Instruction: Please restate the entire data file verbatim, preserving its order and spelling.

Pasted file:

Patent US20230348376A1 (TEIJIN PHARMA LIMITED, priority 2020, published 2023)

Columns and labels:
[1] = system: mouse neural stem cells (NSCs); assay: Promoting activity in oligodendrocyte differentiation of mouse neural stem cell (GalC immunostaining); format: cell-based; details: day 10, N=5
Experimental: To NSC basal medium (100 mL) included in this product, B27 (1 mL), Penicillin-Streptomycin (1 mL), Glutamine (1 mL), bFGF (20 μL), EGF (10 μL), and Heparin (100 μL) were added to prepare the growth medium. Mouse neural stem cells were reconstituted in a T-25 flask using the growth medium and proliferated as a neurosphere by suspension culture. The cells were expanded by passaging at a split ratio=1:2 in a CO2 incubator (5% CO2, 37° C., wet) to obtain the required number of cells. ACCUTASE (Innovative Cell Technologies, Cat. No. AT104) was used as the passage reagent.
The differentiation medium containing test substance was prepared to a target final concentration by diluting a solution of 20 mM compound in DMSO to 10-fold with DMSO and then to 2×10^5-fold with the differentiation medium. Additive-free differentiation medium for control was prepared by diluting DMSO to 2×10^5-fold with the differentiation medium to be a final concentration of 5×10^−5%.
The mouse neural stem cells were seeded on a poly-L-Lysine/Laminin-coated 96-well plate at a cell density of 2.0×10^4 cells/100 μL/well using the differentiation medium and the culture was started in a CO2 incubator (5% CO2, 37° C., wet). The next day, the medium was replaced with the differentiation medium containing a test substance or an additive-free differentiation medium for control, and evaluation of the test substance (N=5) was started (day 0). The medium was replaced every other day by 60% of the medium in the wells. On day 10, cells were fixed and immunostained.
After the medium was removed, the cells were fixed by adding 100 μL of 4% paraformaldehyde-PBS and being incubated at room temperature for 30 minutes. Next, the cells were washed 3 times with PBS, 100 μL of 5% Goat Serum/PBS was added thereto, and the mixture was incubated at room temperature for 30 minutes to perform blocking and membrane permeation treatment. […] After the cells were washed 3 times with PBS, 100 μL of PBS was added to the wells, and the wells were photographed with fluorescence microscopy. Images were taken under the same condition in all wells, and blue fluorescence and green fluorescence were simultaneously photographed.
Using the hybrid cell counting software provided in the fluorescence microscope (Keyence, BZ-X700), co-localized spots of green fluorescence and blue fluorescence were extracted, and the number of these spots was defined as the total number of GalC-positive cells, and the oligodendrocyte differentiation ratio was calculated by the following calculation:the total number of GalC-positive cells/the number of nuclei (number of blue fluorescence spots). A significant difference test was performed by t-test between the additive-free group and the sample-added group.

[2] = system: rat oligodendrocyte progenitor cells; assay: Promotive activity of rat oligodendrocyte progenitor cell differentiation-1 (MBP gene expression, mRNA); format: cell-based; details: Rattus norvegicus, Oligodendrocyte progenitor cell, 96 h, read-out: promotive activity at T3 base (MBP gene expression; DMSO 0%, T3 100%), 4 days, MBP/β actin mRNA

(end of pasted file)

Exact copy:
Patent US20230348376A1 (TEIJIN PHARMA LIMITED, priority 2020, published 2023)

Columns and labels:
[1] = system: mouse neural stem cells (NSCs); assay: Promoting activity in oligodendrocyte differentiation of mouse neural stem cell (GalC immunostaining); format: cell-based; details: day 10, N=5
Experimental: To NSC basal medium (100 mL) included in this product, B27 (1 mL), Penicillin-Streptomycin (1 mL), Glutamine (1 mL), bFGF (20 μL), EGF (10 μL), and Heparin (100 μL) were added to prepare the growth medium. Mouse neural stem cells were reconstituted in a T-25 flask using the growth medium and proliferated as a neurosphere by suspension culture. The cells were expanded by passaging at a split ratio=1:2 in a CO2 incubator (5% CO2, 37° C., wet) to obtain the required number of cells. ACCUTASE (Innovative Cell Technologies, Cat. No. AT104) was used as the passage reagent.
The differentiation medium containing test substance was prepared to a target final concentration by diluting a solution of 20 mM compound in DMSO to 10-fold with DMSO and then to 2×10^5-fold with the differentiation medium. Additive-free differentiation medium for control was prepared by diluting DMSO to 2×10^5-fold with the differentiation medium to be a final concentration of 5×10^−5%.
The mouse neural stem cells were seeded on a poly-L-Lysine/Laminin-coated 96-well plate at a cell density of 2.0×10^4 cells/100 μL/well using the differentiation medium and the culture was started in a CO2 incubator (5% CO2, 37° C., wet). The next day, the medium was replaced with the differentiation medium containing a test substance or an additive-free differentiation medium for control, and evaluation of the test substance (N=5) was started (day 0). The medium was replaced every other day by 60% of the medium in the wells. On day 10, cells were fixed and immunostained.
After the medium was removed, the cells were fixed by adding 100 μL of 4% paraformaldehyde-PBS and being incubated at room temperature for 30 minutes. Next, the cells were washed 3 times with PBS, 100 μL of 5% Goat Serum/PBS was added thereto, and the mixture was incubated at room temperature for 30 minutes to perform blocking and membrane permeation treatment. […] After the cells were washed 3 times with PBS, 100 μL of PBS was added to the wells, and the wells were photographed with fluorescence microscopy. Images were taken under the same condition in all wells, and blue fluorescence and green fluorescence were simultaneously photographed.
Using the hybrid cell counting software provided in the fluorescence microscope (Keyence, BZ-X700), co-localized spots of green fluorescence and blue fluorescence were extracted, and the number of these spots was defined as the total number of GalC-positive cells, and the oligodendrocyte differentiation ratio was calculated by the following calculation:the total number of GalC-positive cells/the number of nuclei (number of blue fluorescence spots). A significant difference test was performed by t-test between the additive-free group and the sample-added group.

[2] = system: rat oligodendrocyte progenitor cells; assay: Promotive activity of rat oligodendrocyte progenitor cell differentiation-1 (MBP gene expression, mRNA); format: cell-based; details: Rattus norvegicus, Oligodendrocyte progenitor cell, 96 h, read-out: promotive activity at T3 base (MBP gene expression; DMSO 0%, T3 100%), 4 days, MBP/β actin mRNA